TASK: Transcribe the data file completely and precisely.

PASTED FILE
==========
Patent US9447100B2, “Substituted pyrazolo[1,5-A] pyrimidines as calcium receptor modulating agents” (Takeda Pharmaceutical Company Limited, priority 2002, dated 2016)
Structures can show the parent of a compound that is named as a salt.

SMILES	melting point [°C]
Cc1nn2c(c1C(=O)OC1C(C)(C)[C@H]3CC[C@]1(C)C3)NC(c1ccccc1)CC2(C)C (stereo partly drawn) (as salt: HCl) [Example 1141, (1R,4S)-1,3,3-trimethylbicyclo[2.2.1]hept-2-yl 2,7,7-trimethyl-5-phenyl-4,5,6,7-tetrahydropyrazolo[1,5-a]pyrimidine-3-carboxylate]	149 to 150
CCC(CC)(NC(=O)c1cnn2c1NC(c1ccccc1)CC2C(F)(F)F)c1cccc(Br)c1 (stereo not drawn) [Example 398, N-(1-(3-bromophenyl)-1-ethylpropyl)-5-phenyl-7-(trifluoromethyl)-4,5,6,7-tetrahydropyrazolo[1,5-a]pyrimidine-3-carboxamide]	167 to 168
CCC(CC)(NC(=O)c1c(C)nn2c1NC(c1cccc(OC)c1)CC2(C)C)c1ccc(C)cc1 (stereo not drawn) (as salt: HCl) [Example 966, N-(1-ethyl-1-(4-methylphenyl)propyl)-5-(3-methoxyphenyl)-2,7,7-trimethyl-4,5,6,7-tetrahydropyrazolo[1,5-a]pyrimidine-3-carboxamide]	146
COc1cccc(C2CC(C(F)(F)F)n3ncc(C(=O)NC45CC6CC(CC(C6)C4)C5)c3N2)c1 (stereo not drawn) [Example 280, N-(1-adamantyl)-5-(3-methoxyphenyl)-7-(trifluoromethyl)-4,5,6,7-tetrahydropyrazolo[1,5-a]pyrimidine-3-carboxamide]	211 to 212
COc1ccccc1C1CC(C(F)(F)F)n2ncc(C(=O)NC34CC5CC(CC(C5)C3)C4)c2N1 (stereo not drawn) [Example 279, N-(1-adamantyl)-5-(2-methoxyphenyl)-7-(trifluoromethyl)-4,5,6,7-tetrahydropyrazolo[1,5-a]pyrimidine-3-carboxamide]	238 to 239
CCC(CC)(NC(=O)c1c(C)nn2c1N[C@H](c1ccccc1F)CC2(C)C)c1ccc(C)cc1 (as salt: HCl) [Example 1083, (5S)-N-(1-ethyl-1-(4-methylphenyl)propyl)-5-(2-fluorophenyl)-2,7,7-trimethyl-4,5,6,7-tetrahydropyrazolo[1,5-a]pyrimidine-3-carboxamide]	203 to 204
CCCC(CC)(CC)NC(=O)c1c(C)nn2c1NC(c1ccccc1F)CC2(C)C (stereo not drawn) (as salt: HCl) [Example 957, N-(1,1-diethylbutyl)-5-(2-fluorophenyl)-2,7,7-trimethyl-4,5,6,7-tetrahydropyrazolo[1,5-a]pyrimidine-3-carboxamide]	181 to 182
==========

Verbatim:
Patent US9447100B2, “Substituted pyrazolo[1,5-A] pyrimidines as calcium receptor modulating agents” (Takeda Pharmaceutical Company Limited, priority 2002, dated 2016)
Structures can show the parent of a compound that is named as a salt.

SMILES	melting point [°C]
Cc1nn2c(c1C(=O)OC1C(C)(C)[C@H]3CC[C@]1(C)C3)NC(c1ccccc1)CC2(C)C (stereo partly drawn) (as salt: HCl) [Example 1141, (1R,4S)-1,3,3-trimethylbicyclo[2.2.1]hept-2-yl 2,7,7-trimethyl-5-phenyl-4,5,6,7-tetrahydropyrazolo[1,5-a]pyrimidine-3-carboxylate]	149 to 150
CCC(CC)(NC(=O)c1cnn2c1NC(c1ccccc1)CC2C(F)(F)F)c1cccc(Br)c1 (stereo not drawn) [Example 398, N-(1-(3-bromophenyl)-1-ethylpropyl)-5-phenyl-7-(trifluoromethyl)-4,5,6,7-tetrahydropyrazolo[1,5-a]pyrimidine-3-carboxamide]	167 to 168
CCC(CC)(NC(=O)c1c(C)nn2c1NC(c1cccc(OC)c1)CC2(C)C)c1ccc(C)cc1 (stereo not drawn) (as salt: HCl) [Example 966, N-(1-ethyl-1-(4-methylphenyl)propyl)-5-(3-methoxyphenyl)-2,7,7-trimethyl-4,5,6,7-tetrahydropyrazolo[1,5-a]pyrimidine-3-carboxamide]	146
COc1cccc(C2CC(C(F)(F)F)n3ncc(C(=O)NC45CC6CC(CC(C6)C4)C5)c3N2)c1 (stereo not drawn) [Example 280, N-(1-adamantyl)-5-(3-methoxyphenyl)-7-(trifluoromethyl)-4,5,6,7-tetrahydropyrazolo[1,5-a]pyrimidine-3-carboxamide]	211 to 212
COc1ccccc1C1CC(C(F)(F)F)n2ncc(C(=O)NC34CC5CC(CC(C5)C3)C4)c2N1 (stereo not drawn) [Example 279, N-(1-adamantyl)-5-(2-methoxyphenyl)-7-(trifluoromethyl)-4,5,6,7-tetrahydropyrazolo[1,5-a]pyrimidine-3-carboxamide]	238 to 239
CCC(CC)(NC(=O)c1c(C)nn2c1N[C@H](c1ccccc1F)CC2(C)C)c1ccc(C)cc1 (as salt: HCl) [Example 1083, (5S)-N-(1-ethyl-1-(4-methylphenyl)propyl)-5-(2-fluorophenyl)-2,7,7-trimethyl-4,5,6,7-tetrahydropyrazolo[1,5-a]pyrimidine-3-carboxamide]	203 to 204
CCCC(CC)(CC)NC(=O)c1c(C)nn2c1NC(c1ccccc1F)CC2(C)C (stereo not drawn) (as salt: HCl) [Example 957, N-(1,1-diethylbutyl)-5-(2-fluorophenyl)-2,7,7-trimethyl-4,5,6,7-tetrahydropyrazolo[1,5-a]pyrimidine-3-carboxamide]	181 to 182